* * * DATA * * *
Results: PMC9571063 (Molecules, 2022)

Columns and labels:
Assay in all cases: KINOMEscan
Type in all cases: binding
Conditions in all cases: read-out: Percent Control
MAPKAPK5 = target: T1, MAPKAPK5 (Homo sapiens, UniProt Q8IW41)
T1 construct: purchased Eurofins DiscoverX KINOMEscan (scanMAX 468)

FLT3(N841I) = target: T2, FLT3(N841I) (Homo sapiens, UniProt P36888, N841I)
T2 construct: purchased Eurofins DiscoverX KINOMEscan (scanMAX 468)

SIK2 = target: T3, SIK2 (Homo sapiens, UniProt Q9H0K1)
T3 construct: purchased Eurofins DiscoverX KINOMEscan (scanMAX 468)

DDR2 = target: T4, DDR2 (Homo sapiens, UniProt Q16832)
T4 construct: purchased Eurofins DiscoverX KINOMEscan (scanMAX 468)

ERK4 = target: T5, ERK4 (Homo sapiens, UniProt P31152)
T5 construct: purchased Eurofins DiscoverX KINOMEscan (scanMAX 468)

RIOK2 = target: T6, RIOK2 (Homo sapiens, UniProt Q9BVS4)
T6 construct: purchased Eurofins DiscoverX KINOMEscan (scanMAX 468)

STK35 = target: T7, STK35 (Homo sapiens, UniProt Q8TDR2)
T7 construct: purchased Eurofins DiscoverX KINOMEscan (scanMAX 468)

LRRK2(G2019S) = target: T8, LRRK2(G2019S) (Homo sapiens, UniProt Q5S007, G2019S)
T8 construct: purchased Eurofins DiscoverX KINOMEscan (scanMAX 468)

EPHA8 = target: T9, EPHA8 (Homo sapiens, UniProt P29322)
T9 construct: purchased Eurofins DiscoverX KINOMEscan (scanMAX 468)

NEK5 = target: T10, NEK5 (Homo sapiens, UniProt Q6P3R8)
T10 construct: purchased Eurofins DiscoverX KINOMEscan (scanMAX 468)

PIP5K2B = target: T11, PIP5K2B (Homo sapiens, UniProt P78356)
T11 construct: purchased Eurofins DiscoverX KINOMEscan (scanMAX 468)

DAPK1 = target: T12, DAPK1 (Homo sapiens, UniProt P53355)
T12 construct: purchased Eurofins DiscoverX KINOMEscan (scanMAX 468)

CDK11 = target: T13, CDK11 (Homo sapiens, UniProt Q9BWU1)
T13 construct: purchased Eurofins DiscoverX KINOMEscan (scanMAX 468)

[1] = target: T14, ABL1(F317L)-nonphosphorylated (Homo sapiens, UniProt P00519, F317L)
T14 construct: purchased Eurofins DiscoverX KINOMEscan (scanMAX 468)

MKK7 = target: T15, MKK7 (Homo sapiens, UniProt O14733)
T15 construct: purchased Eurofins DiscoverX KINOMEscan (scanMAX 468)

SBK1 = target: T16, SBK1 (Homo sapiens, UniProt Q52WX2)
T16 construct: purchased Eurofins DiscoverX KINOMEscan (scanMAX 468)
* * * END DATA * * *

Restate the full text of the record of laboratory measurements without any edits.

Results: PMC9571063 (Molecules, 2022)

Columns and labels:
Assay in all cases: KINOMEscan
Type in all cases: binding
Conditions in all cases: read-out: Percent Control
MAPKAPK5 = target: T1, MAPKAPK5 (Homo sapiens, UniProt Q8IW41)
T1 construct: purchased Eurofins DiscoverX KINOMEscan (scanMAX 468)

FLT3(N841I) = target: T2, FLT3(N841I) (Homo sapiens, UniProt P36888, N841I)
T2 construct: purchased Eurofins DiscoverX KINOMEscan (scanMAX 468)

SIK2 = target: T3, SIK2 (Homo sapiens, UniProt Q9H0K1)
T3 construct: purchased Eurofins DiscoverX KINOMEscan (scanMAX 468)

DDR2 = target: T4, DDR2 (Homo sapiens, UniProt Q16832)
T4 construct: purchased Eurofins DiscoverX KINOMEscan (scanMAX 468)

ERK4 = target: T5, ERK4 (Homo sapiens, UniProt P31152)
T5 construct: purchased Eurofins DiscoverX KINOMEscan (scanMAX 468)

RIOK2 = target: T6, RIOK2 (Homo sapiens, UniProt Q9BVS4)
T6 construct: purchased Eurofins DiscoverX KINOMEscan (scanMAX 468)

STK35 = target: T7, STK35 (Homo sapiens, UniProt Q8TDR2)
T7 construct: purchased Eurofins DiscoverX KINOMEscan (scanMAX 468)

LRRK2(G2019S) = target: T8, LRRK2(G2019S) (Homo sapiens, UniProt Q5S007, G2019S)
T8 construct: purchased Eurofins DiscoverX KINOMEscan (scanMAX 468)

EPHA8 = target: T9, EPHA8 (Homo sapiens, UniProt P29322)
T9 construct: purchased Eurofins DiscoverX KINOMEscan (scanMAX 468)

NEK5 = target: T10, NEK5 (Homo sapiens, UniProt Q6P3R8)
T10 construct: purchased Eurofins DiscoverX KINOMEscan (scanMAX 468)

PIP5K2B = target: T11, PIP5K2B (Homo sapiens, UniProt P78356)
T11 construct: purchased Eurofins DiscoverX KINOMEscan (scanMAX 468)

DAPK1 = target: T12, DAPK1 (Homo sapiens, UniProt P53355)
T12 construct: purchased Eurofins DiscoverX KINOMEscan (scanMAX 468)

CDK11 = target: T13, CDK11 (Homo sapiens, UniProt Q9BWU1)
T13 construct: purchased Eurofins DiscoverX KINOMEscan (scanMAX 468)

[1] = target: T14, ABL1(F317L)-nonphosphorylated (Homo sapiens, UniProt P00519, F317L)
T14 construct: purchased Eurofins DiscoverX KINOMEscan (scanMAX 468)

MKK7 = target: T15, MKK7 (Homo sapiens, UniProt O14733)
T15 construct: purchased Eurofins DiscoverX KINOMEscan (scanMAX 468)

SBK1 = target: T16, SBK1 (Homo sapiens, UniProt Q52WX2)
T16 construct: purchased Eurofins DiscoverX KINOMEscan (scanMAX 468)